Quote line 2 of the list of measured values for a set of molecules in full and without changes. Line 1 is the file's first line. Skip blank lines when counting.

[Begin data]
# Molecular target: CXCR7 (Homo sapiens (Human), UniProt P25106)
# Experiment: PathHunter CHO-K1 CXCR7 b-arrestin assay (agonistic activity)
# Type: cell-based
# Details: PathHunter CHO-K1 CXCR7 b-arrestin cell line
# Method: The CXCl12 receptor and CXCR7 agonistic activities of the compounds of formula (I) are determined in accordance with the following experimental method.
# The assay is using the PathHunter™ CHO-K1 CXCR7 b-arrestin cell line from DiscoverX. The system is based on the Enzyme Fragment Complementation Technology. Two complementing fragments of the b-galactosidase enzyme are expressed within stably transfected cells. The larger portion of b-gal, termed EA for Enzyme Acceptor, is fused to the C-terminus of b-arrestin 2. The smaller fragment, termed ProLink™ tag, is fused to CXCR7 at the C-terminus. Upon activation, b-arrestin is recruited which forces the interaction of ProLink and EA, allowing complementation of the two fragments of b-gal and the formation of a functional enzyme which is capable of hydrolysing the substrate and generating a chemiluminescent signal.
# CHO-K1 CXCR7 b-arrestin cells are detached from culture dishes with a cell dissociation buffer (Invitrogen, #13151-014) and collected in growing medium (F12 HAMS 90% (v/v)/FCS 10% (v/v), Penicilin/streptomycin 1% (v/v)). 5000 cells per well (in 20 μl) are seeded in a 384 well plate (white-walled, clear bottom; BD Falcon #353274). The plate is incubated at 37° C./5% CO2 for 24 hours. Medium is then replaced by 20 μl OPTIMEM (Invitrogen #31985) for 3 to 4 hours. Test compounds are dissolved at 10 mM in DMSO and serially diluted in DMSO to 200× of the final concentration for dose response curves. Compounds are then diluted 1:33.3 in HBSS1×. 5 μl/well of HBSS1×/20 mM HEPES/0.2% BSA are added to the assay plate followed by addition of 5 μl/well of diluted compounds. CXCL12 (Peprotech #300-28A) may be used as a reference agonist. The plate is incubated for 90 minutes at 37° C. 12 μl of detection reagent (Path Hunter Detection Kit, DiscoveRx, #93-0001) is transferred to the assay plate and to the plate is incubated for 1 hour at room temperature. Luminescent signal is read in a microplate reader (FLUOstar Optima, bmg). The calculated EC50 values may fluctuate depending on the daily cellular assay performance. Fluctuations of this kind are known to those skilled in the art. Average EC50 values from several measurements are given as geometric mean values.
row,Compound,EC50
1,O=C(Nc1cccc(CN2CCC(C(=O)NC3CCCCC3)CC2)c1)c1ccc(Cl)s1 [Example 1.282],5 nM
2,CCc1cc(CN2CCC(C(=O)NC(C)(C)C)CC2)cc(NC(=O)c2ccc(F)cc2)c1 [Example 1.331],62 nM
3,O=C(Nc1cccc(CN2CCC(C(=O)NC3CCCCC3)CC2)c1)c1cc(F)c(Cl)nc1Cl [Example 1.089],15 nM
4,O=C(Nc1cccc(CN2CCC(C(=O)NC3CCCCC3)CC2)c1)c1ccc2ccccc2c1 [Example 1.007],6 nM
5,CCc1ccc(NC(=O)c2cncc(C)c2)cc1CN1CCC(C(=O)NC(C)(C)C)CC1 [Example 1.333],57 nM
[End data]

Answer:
# Experiment: PathHunter CHO-K1 CXCR7 b-arrestin assay (agonistic activity)